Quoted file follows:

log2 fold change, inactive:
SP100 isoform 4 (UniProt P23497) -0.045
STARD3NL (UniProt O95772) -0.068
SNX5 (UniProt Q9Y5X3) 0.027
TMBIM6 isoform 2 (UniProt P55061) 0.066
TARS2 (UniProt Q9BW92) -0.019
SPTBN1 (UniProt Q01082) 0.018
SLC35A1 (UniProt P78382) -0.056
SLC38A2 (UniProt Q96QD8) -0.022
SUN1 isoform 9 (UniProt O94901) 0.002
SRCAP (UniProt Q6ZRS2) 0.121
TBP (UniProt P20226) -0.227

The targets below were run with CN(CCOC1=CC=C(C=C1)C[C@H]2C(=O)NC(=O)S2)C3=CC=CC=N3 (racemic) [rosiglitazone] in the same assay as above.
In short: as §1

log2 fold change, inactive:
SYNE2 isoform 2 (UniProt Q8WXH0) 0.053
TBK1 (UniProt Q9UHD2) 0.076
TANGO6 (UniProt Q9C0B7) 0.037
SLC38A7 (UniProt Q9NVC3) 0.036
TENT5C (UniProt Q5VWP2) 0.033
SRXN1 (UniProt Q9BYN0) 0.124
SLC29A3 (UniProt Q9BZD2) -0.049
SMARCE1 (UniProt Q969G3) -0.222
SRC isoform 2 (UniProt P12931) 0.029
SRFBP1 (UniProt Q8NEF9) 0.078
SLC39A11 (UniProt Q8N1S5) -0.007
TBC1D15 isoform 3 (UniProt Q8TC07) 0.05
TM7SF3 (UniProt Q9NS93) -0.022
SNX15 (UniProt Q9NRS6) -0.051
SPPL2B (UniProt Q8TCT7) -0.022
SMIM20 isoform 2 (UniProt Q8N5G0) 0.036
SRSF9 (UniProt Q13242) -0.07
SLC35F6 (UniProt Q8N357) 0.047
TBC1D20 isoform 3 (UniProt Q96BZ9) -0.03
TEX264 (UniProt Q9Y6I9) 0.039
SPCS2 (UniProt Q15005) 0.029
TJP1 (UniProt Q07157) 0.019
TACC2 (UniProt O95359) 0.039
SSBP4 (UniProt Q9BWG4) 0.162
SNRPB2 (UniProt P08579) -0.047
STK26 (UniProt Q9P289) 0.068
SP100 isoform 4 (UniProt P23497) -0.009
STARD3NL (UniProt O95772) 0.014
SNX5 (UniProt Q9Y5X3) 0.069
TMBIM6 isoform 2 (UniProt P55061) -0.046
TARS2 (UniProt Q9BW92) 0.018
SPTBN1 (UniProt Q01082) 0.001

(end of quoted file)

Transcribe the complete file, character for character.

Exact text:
log2 fold change, inactive:
SP100 isoform 4 (UniProt P23497) -0.045
STARD3NL (UniProt O95772) -0.068
SNX5 (UniProt Q9Y5X3) 0.027
TMBIM6 isoform 2 (UniProt P55061) 0.066
TARS2 (UniProt Q9BW92) -0.019
SPTBN1 (UniProt Q01082) 0.018
SLC35A1 (UniProt P78382) -0.056
SLC38A2 (UniProt Q96QD8) -0.022
SUN1 isoform 9 (UniProt O94901) 0.002
SRCAP (UniProt Q6ZRS2) 0.121
TBP (UniProt P20226) -0.227

The targets below were run with CN(CCOC1=CC=C(C=C1)C[C@H]2C(=O)NC(=O)S2)C3=CC=CC=N3 (racemic) [rosiglitazone] in the same assay as above.
In short: as §1

log2 fold change, inactive:
SYNE2 isoform 2 (UniProt Q8WXH0) 0.053
TBK1 (UniProt Q9UHD2) 0.076
TANGO6 (UniProt Q9C0B7) 0.037
SLC38A7 (UniProt Q9NVC3) 0.036
TENT5C (UniProt Q5VWP2) 0.033
SRXN1 (UniProt Q9BYN0) 0.124
SLC29A3 (UniProt Q9BZD2) -0.049
SMARCE1 (UniProt Q969G3) -0.222
SRC isoform 2 (UniProt P12931) 0.029
SRFBP1 (UniProt Q8NEF9) 0.078
SLC39A11 (UniProt Q8N1S5) -0.007
TBC1D15 isoform 3 (UniProt Q8TC07) 0.05
TM7SF3 (UniProt Q9NS93) -0.022
SNX15 (UniProt Q9NRS6) -0.051
SPPL2B (UniProt Q8TCT7) -0.022
SMIM20 isoform 2 (UniProt Q8N5G0) 0.036
SRSF9 (UniProt Q13242) -0.07
SLC35F6 (UniProt Q8N357) 0.047
TBC1D20 isoform 3 (UniProt Q96BZ9) -0.03
TEX264 (UniProt Q9Y6I9) 0.039
SPCS2 (UniProt Q15005) 0.029
TJP1 (UniProt Q07157) 0.019
TACC2 (UniProt O95359) 0.039
SSBP4 (UniProt Q9BWG4) 0.162
SNRPB2 (UniProt P08579) -0.047
STK26 (UniProt Q9P289) 0.068
SP100 isoform 4 (UniProt P23497) -0.009
STARD3NL (UniProt O95772) 0.014
SNX5 (UniProt Q9Y5X3) 0.069
TMBIM6 isoform 2 (UniProt P55061) -0.046
TARS2 (UniProt Q9BW92) 0.018
SPTBN1 (UniProt Q01082) 0.001